An MP has urged police to be cautious about handing out controversial stun guns which have been linked to 300 deaths.
West Midlands Police are to receive Taser guns capable of delivering a 50,000 volt electric shock.
Jacqui Smith, the Home Secretary and MP for Redditch, said the guns would replace conventional firearms and were designed to keep officers safe when they faced the threat of violence.
But human rights group Amnesty International has claimed the weapons were open to abuse and have been linked to 320 deaths in north America.
Labour MP Lynne Jones (Selly Oak) said she was concerned that arming police with Tasers could undermine their relationship with the public.
She said: “The more we have a perception that the police are armed with potentially dangerous instruments, it effects the relationship between the public and the police.”
But she added: “It is better than using live ammunition, and if Tasers are used as a replacement for firearms then it may be a welcome development.”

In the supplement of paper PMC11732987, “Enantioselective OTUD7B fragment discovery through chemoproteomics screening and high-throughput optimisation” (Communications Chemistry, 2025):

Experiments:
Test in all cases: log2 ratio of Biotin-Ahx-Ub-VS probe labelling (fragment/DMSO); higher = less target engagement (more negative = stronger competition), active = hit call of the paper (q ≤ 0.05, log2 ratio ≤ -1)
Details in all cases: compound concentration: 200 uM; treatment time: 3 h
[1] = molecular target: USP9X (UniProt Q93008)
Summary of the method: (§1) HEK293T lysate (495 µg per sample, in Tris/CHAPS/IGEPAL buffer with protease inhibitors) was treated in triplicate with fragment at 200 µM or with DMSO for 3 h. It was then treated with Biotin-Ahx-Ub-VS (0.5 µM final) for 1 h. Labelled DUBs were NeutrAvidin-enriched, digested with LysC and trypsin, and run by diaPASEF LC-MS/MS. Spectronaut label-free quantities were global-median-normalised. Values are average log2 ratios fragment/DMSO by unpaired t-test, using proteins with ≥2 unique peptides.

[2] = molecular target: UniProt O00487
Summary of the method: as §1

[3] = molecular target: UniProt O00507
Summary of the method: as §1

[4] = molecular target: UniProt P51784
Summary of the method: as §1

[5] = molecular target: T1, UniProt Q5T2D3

Police across the country are to receive 10,000 Taser guns after pilot schemes in 10 forces were judged a success.
Liberal Democrat MP John Hemming (Yardley) welcomed the announcement, saying: “I would rather be subdued with a Taser than a truncheon.”
Amnesty International spokesman Oliver Sprague said: “We believe the Home Secretary should urgently review this decision and ensure that Tasers only end up in the hands of a small number of fully-trained officers capable of making the potentially-fatal decision over whether to fire 50,000 volts into a person’s body.”
Ms Smith said: “I am proud that we have one of the few police services around the world that do not regularly carry firearms and I want to keep it that way.
“But everyday the police put themselves in danger to protect us, the public.
“They deserve our support, so I want to give the police the tools they tell me they need to confront dangerous